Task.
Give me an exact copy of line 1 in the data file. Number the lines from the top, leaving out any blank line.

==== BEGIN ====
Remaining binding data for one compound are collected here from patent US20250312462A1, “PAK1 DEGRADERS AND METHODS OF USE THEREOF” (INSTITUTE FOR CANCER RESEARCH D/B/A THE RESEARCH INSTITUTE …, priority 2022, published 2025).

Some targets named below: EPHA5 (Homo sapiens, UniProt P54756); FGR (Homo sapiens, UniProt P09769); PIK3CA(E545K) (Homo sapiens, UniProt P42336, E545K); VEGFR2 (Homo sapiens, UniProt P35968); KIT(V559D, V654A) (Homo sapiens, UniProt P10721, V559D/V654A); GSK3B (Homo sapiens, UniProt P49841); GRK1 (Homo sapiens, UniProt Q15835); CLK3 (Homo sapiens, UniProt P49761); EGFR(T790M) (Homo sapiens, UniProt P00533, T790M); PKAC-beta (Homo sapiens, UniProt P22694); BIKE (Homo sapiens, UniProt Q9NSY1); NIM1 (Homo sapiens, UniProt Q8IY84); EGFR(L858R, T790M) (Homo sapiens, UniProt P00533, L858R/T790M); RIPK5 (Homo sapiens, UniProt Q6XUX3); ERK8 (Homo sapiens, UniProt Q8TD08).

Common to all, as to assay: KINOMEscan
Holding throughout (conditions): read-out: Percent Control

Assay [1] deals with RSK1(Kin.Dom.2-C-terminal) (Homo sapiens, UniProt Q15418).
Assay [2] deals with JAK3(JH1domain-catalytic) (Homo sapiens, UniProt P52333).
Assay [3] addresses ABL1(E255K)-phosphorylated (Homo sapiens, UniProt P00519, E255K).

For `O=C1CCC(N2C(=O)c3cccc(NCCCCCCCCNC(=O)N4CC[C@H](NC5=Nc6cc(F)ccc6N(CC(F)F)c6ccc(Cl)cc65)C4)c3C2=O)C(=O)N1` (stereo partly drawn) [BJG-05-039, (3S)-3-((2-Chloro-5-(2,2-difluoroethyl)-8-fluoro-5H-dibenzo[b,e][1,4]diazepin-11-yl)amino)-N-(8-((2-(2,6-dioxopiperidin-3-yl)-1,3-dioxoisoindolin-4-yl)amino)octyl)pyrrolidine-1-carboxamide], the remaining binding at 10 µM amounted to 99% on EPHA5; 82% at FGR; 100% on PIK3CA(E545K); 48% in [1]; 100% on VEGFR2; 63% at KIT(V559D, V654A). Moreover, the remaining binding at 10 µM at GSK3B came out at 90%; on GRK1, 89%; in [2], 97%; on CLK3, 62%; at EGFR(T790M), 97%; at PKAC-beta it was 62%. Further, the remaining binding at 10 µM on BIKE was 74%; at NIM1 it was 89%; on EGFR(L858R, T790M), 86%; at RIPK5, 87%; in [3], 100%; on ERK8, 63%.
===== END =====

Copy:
Remaining binding data for one compound are collected here from patent US20250312462A1, “PAK1 DEGRADERS AND METHODS OF USE THEREOF” (INSTITUTE FOR CANCER RESEARCH D/B/A THE RESEARCH INSTITUTE …, priority 2022, published 2025).